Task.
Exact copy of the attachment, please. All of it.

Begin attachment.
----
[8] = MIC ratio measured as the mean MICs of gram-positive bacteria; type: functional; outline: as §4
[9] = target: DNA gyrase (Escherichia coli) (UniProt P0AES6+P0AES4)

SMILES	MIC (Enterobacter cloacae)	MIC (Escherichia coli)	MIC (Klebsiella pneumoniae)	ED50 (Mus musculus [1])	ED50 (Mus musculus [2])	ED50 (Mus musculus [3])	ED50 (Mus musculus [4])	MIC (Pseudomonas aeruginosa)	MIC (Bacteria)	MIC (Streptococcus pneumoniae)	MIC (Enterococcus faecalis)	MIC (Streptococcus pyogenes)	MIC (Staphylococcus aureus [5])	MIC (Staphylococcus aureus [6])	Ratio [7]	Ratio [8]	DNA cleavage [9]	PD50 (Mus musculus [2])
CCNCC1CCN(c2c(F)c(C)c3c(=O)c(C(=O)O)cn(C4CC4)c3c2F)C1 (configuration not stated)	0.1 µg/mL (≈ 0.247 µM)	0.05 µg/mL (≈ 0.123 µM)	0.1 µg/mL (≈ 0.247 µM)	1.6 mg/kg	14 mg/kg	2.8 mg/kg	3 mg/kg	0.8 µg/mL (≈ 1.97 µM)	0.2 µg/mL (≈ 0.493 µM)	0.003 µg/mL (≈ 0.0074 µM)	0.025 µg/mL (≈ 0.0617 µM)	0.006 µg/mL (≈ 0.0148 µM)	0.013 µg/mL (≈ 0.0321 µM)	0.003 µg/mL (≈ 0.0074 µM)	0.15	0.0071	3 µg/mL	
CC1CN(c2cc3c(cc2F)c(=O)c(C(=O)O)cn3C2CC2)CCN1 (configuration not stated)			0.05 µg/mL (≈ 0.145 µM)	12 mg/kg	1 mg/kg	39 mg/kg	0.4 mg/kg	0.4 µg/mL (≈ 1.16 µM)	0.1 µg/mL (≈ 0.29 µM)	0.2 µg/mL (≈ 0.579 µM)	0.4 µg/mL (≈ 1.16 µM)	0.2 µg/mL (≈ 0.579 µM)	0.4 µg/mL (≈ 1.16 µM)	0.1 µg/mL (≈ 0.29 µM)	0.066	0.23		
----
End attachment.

[8] = MIC ratio measured as the mean MICs of gram-positive bacteria; type: functional; outline: as §4
[9] = target: DNA gyrase (Escherichia coli) (UniProt P0AES6+P0AES4)

SMILES	MIC (Enterobacter cloacae)	MIC (Escherichia coli)	MIC (Klebsiella pneumoniae)	ED50 (Mus musculus [1])	ED50 (Mus musculus [2])	ED50 (Mus musculus [3])	ED50 (Mus musculus [4])	MIC (Pseudomonas aeruginosa)	MIC (Bacteria)	MIC (Streptococcus pneumoniae)	MIC (Enterococcus faecalis)	MIC (Streptococcus pyogenes)	MIC (Staphylococcus aureus [5])	MIC (Staphylococcus aureus [6])	Ratio [7]	Ratio [8]	DNA cleavage [9]	PD50 (Mus musculus [2])
CCNCC1CCN(c2c(F)c(C)c3c(=O)c(C(=O)O)cn(C4CC4)c3c2F)C1 (configuration not stated)	0.1 µg/mL (≈ 0.247 µM)	0.05 µg/mL (≈ 0.123 µM)	0.1 µg/mL (≈ 0.247 µM)	1.6 mg/kg	14 mg/kg	2.8 mg/kg	3 mg/kg	0.8 µg/mL (≈ 1.97 µM)	0.2 µg/mL (≈ 0.493 µM)	0.003 µg/mL (≈ 0.0074 µM)	0.025 µg/mL (≈ 0.0617 µM)	0.006 µg/mL (≈ 0.0148 µM)	0.013 µg/mL (≈ 0.0321 µM)	0.003 µg/mL (≈ 0.0074 µM)	0.15	0.0071	3 µg/mL	
CC1CN(c2cc3c(cc2F)c(=O)c(C(=O)O)cn3C2CC2)CCN1 (configuration not stated)			0.05 µg/mL (≈ 0.145 µM)	12 mg/kg	1 mg/kg	39 mg/kg	0.4 mg/kg	0.4 µg/mL (≈ 1.16 µM)	0.1 µg/mL (≈ 0.29 µM)	0.2 µg/mL (≈ 0.579 µM)	0.4 µg/mL (≈ 1.16 µM)	0.2 µg/mL (≈ 0.579 µM)	0.4 µg/mL (≈ 1.16 µM)	0.1 µg/mL (≈ 0.29 µM)	0.066	0.23		